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Issue Brief July 1, 2021

Avoiding the next transatlantic security crisis: The looming clash over passenger name record data

By Kenneth Propp

As international travel takes off following the COVID-19 pandemic, a rift over a agreement to track passenger name record (PNR) data threatens to derail US-EU travel.

The transfer of PNR—personal data of air travelers including names, addresses, telephone numbers, credit card information, even meal preferences and details that can indicate ethnicity, religious belief, or political affiliation—on international flights has become a common practice world-wide since the September 11th attacks. The United States and the European Union (EU) have been sharing PNR data in some form since 2004, and a current 2012 agreement outlines how US authorities may use PNR data from EU flights incorporating certain privacy protections.

However, a judgment by the Court of Justice of the EU on the adequacy of another similar agreement between the EU and Canada has thrown the future of the US-EU agreement into question, as the Court ruled the Canada agreement must adapt greater privacy safeguards. The Commission has signaled that the US-EU agreement is also “not fully in line” with the Court ruling either, but the US government signaled no willingness to revisit the 2012 agreement.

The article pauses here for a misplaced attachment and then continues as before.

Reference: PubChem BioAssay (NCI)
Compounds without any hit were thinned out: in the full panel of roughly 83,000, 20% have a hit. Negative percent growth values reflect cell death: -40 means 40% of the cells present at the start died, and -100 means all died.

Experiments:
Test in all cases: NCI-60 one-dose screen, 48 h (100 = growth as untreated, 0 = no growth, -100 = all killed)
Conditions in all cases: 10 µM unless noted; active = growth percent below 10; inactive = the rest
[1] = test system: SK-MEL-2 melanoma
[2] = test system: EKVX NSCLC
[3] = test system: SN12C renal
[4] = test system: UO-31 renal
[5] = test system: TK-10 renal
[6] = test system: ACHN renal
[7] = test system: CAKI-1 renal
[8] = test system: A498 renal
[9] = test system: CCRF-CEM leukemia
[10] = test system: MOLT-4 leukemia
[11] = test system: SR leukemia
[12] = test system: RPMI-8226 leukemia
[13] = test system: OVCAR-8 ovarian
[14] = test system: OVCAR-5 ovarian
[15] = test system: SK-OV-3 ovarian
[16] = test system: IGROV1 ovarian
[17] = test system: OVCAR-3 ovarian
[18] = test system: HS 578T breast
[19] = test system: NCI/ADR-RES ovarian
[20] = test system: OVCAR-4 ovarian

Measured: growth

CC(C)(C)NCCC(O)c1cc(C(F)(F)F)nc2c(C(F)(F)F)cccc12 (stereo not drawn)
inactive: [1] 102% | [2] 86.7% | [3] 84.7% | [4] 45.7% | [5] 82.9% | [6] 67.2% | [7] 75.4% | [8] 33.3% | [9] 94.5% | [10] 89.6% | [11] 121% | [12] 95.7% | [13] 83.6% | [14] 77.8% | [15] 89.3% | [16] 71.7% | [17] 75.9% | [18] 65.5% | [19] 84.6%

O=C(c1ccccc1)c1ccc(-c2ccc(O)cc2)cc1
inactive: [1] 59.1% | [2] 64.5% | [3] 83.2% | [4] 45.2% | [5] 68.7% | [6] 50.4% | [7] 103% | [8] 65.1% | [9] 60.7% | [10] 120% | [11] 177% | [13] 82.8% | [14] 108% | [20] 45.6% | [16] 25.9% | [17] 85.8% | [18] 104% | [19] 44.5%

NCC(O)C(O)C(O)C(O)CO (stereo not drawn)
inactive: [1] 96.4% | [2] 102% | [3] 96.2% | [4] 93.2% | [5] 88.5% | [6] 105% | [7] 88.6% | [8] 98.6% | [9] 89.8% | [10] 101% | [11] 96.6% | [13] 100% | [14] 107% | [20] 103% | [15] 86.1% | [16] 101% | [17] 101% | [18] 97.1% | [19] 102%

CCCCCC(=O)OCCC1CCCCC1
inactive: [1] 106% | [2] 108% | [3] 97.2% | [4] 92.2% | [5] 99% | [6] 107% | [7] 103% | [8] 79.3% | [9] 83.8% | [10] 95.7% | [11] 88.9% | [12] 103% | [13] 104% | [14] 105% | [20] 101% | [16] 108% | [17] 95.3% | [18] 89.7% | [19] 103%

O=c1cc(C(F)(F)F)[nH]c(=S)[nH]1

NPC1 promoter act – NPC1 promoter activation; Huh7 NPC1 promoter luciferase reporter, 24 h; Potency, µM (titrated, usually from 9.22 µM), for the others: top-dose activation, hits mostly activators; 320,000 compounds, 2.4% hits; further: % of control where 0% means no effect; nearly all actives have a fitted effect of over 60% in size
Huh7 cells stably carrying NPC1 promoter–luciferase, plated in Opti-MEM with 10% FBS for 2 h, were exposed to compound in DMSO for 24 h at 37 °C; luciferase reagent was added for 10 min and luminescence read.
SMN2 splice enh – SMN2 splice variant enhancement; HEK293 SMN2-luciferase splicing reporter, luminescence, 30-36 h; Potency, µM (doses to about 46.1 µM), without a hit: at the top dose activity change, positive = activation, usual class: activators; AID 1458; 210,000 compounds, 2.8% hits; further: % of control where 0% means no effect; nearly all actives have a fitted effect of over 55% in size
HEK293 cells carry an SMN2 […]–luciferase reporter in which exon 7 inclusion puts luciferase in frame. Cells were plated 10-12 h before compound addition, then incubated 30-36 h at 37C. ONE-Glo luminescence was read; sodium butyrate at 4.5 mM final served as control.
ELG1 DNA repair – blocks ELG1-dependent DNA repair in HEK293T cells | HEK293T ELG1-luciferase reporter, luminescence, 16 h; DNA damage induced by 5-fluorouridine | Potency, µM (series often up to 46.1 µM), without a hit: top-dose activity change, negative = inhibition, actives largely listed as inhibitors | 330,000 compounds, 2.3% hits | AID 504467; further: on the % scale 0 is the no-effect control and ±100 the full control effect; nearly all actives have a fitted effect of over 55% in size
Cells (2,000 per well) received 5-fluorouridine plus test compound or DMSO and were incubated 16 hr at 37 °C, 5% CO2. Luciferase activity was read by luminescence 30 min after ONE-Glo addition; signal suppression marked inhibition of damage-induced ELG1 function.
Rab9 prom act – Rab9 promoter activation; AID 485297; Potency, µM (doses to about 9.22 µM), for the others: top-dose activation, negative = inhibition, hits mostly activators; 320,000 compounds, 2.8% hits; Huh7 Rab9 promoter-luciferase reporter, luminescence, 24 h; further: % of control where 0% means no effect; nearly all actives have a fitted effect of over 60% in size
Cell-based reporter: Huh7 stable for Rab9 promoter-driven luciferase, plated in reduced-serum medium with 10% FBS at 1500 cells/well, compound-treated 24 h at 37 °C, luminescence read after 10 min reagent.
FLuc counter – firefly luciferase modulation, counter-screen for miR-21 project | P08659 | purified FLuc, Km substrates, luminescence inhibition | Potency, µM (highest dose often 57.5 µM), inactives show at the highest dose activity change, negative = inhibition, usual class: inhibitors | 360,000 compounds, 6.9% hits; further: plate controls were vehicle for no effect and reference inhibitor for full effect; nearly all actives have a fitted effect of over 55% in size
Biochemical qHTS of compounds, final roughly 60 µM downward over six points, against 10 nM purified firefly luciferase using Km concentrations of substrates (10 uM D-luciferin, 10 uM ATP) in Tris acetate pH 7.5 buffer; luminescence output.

The uncertain future of the US-EU PNR agreement, itself a product of years of talks, litigation, and renegotiations, puts airlines in a tricky spot. They must comply with US PNR requirements, but without a deal they could be financially liable for breaking EU data privacy rules. The transatlantic market is also crucial for airlines. Europe was the most sought-after destination for US citizens’ overseas air travel in 2019, and millions of passengers depart from EU member states headed to the United States.

With the future of PNR in question, Europe Center nonresident senior fellow Kenneth Propp highlights the importance of the PNR issue for US and European policymakers and proposes concrete steps to a future agreement. Read the issue brief about the urgent need to settle this often-overlooked but key component of US-EU relations.

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